Yalta Conference – how was Poland treated by the Western allies 75 years ago?

February 4, 2020

The Yalta Conference began on February 4th 1945 and finished one week later. It was the second of three major wartime conferences among the “Big Tree” (preceded by the Teheran Conference and fallowed by the Potsdam Conference). In Poland is considered as a betrayal of our country by the Western allies. The world’s leaders – the Prime Minister of the UK Winston Churchill, the President of the US Franklin D. Roosevelt, and the leader of the USSR Joseph Stalin, discussed post-WW2 shape of Europe and divided it in 2 “spheres of influence”. Stalin had the strongest negotiating position. At the Conference the Soviet leader got everything he wanted – and shaped global politics for decades. Poland and many other European countries were placed under Soviet control and rule for decades. 


In February 1945, Polish Armed Forces in the West were still fighting to deal the 3rd Reich the final blow. The war in Europe was coming to an end and many soldiers felt that the Polish independence, which they’d fought for, was threatened. All hope was lost after the Yalta Conference.


Polish Government in Exile (which at that time was still a legal representation of the German-occupied nation), opposed the  Conference’s resolutions, stressing that the Allies’ approval of Stalin’s demands can’t be recognised by the Polish government and would be considered as another partition of Poland – the West’s faithful ally from the beginning to the end of WW2.

Poland was the first item on the Soviet agenda. Stalin stated that “the Soviet Union is interested in the creation of a mighty, free and independent Poland.” Poland lost nearly half of its territory – the Eastern Borderlands (Stalin refused to leave Lviv to Poland), in return was compensated for that by extending its western borders at the expense of Germany.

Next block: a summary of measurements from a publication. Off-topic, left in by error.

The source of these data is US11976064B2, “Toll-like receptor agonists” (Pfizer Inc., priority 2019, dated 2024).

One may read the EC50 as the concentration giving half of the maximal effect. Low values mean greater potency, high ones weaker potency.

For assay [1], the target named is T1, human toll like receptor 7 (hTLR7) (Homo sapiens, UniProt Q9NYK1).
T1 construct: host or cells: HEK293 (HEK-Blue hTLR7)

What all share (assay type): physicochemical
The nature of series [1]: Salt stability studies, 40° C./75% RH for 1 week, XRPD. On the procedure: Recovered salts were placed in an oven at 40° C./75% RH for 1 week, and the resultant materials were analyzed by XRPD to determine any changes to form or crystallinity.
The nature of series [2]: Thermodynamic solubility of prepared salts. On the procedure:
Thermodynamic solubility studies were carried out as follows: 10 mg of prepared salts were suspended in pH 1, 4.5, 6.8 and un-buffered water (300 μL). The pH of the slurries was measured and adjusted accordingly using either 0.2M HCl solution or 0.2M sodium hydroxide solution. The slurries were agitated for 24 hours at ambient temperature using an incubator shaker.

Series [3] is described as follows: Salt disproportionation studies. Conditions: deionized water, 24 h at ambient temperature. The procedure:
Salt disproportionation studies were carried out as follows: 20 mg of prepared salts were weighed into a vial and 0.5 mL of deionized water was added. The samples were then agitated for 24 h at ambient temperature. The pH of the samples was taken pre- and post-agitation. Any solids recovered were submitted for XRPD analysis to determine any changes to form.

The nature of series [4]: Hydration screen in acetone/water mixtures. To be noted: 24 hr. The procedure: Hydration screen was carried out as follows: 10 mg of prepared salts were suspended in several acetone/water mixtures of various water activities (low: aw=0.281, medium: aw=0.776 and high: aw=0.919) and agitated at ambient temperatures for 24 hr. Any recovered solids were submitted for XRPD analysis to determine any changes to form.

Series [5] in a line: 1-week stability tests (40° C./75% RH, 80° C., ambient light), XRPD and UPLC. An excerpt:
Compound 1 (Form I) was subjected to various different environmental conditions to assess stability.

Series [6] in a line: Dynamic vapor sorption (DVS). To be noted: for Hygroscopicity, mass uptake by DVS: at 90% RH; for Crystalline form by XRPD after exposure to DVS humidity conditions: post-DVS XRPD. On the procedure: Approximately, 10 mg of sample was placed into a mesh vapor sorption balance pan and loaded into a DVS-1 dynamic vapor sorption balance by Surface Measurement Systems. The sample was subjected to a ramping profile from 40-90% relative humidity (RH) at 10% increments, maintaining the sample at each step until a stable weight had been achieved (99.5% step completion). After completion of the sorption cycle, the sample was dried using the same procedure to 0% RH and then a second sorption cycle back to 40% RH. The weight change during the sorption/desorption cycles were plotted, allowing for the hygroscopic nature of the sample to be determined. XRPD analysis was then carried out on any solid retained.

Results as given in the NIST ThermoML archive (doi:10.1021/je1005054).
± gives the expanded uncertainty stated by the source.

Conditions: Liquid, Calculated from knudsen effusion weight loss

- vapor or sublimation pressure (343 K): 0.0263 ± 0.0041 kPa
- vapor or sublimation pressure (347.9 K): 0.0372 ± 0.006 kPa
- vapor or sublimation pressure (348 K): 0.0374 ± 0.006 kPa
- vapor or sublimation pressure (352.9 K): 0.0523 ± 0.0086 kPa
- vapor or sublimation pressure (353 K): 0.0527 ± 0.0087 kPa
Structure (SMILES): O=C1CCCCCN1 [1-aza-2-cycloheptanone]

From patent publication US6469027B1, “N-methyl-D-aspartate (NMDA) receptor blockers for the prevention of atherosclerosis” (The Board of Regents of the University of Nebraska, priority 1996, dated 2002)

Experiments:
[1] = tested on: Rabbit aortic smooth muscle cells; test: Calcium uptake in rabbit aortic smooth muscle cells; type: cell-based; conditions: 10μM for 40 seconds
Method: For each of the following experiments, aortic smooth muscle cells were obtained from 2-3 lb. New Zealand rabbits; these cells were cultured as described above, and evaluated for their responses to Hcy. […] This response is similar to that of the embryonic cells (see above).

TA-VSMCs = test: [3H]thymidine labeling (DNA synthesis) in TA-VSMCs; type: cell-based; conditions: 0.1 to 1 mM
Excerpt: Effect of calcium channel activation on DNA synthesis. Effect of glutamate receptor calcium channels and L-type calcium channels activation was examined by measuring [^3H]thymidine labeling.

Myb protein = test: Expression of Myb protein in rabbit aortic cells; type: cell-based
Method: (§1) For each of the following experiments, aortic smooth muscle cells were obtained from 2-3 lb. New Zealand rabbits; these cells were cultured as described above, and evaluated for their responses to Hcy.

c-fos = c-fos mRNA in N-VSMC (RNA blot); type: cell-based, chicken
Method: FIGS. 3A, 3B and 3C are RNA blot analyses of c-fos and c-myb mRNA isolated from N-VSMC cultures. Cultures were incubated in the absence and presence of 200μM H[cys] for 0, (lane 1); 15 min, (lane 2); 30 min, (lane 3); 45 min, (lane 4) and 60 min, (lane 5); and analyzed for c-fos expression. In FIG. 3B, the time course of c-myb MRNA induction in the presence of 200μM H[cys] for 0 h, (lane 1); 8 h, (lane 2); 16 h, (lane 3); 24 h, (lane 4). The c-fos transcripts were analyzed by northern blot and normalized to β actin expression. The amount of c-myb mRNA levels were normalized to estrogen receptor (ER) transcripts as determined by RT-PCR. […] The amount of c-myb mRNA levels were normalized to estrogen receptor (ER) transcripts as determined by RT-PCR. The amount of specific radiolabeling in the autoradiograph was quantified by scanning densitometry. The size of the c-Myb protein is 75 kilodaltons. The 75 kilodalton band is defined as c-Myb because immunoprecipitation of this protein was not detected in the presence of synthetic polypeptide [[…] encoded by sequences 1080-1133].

As a result of the decisions made at the Yalta conference, Poland was left in the Soviet sphere of influence for several decades. It resulted in the terror and enslavement. Some soldiers couldn’t even return to their homes, as parts of eastern Poland no longer belonged to their country and because of the Communist repressions. At that time, over 200,000 soldiers of the Polish Armed Forces in the West were serving under the high command of the British Army. Those who dared to get back to Poland were often killed or imprisoned by the Communist authorities. The fate of millions was decided.

Wasn’t the price paid at Yalta for peace and stability in western Europe too high?

Natalia Jasińska 

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